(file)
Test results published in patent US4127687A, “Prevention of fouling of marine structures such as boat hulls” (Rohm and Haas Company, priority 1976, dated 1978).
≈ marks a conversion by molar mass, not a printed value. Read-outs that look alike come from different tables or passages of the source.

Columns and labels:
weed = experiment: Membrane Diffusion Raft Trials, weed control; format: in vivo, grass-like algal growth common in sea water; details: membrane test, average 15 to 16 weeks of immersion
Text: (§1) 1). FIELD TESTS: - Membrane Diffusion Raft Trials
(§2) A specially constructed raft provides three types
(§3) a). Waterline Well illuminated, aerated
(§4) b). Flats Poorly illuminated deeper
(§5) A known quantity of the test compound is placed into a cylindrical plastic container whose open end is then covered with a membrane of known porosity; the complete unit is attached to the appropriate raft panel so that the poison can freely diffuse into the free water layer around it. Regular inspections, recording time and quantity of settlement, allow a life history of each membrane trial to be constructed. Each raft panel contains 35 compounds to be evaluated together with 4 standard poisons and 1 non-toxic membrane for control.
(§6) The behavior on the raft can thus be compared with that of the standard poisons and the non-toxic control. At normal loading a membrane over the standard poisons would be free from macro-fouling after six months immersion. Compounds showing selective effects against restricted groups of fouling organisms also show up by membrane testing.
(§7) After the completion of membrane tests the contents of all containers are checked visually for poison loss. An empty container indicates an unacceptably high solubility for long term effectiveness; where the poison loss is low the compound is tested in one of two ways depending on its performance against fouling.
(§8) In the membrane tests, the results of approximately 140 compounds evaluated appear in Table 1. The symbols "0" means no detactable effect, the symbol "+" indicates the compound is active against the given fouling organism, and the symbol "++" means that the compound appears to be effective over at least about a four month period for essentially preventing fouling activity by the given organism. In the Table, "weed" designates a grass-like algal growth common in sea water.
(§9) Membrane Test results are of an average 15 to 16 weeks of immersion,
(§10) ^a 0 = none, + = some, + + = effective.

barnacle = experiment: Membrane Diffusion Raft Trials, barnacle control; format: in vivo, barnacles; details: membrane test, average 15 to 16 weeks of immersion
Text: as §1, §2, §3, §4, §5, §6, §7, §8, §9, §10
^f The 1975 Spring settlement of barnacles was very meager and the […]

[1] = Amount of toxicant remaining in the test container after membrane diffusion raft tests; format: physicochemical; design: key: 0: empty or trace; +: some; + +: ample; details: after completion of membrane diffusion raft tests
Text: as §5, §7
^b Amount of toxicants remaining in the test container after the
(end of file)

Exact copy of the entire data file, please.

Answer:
Test results published in patent US4127687A, “Prevention of fouling of marine structures such as boat hulls” (Rohm and Haas Company, priority 1976, dated 1978).
≈ marks a conversion by molar mass, not a printed value. Read-outs that look alike come from different tables or passages of the source.

Columns and labels:
weed = experiment: Membrane Diffusion Raft Trials, weed control; format: in vivo, grass-like algal growth common in sea water; details: membrane test, average 15 to 16 weeks of immersion
Text: (§1) 1). FIELD TESTS: - Membrane Diffusion Raft Trials
(§2) A specially constructed raft provides three types
(§3) a). Waterline Well illuminated, aerated
(§4) b). Flats Poorly illuminated deeper
(§5) A known quantity of the test compound is placed into a cylindrical plastic container whose open end is then covered with a membrane of known porosity; the complete unit is attached to the appropriate raft panel so that the poison can freely diffuse into the free water layer around it. Regular inspections, recording time and quantity of settlement, allow a life history of each membrane trial to be constructed. Each raft panel contains 35 compounds to be evaluated together with 4 standard poisons and 1 non-toxic membrane for control.
(§6) The behavior on the raft can thus be compared with that of the standard poisons and the non-toxic control. At normal loading a membrane over the standard poisons would be free from macro-fouling after six months immersion. Compounds showing selective effects against restricted groups of fouling organisms also show up by membrane testing.
(§7) After the completion of membrane tests the contents of all containers are checked visually for poison loss. An empty container indicates an unacceptably high solubility for long term effectiveness; where the poison loss is low the compound is tested in one of two ways depending on its performance against fouling.
(§8) In the membrane tests, the results of approximately 140 compounds evaluated appear in Table 1. The symbols "0" means no detactable effect, the symbol "+" indicates the compound is active against the given fouling organism, and the symbol "++" means that the compound appears to be effective over at least about a four month period for essentially preventing fouling activity by the given organism. In the Table, "weed" designates a grass-like algal growth common in sea water.
(§9) Membrane Test results are of an average 15 to 16 weeks of immersion,
(§10) ^a 0 = none, + = some, + + = effective.

barnacle = experiment: Membrane Diffusion Raft Trials, barnacle control; format: in vivo, barnacles; details: membrane test, average 15 to 16 weeks of immersion
Text: as §1, §2, §3, §4, §5, §6, §7, §8, §9, §10
^f The 1975 Spring settlement of barnacles was very meager and the […]

[1] = Amount of toxicant remaining in the test container after membrane diffusion raft tests; format: physicochemical; design: key: 0: empty or trace; +: some; + +: ample; details: after completion of membrane diffusion raft tests
Text: as §5, §7
^b Amount of toxicants remaining in the test container after the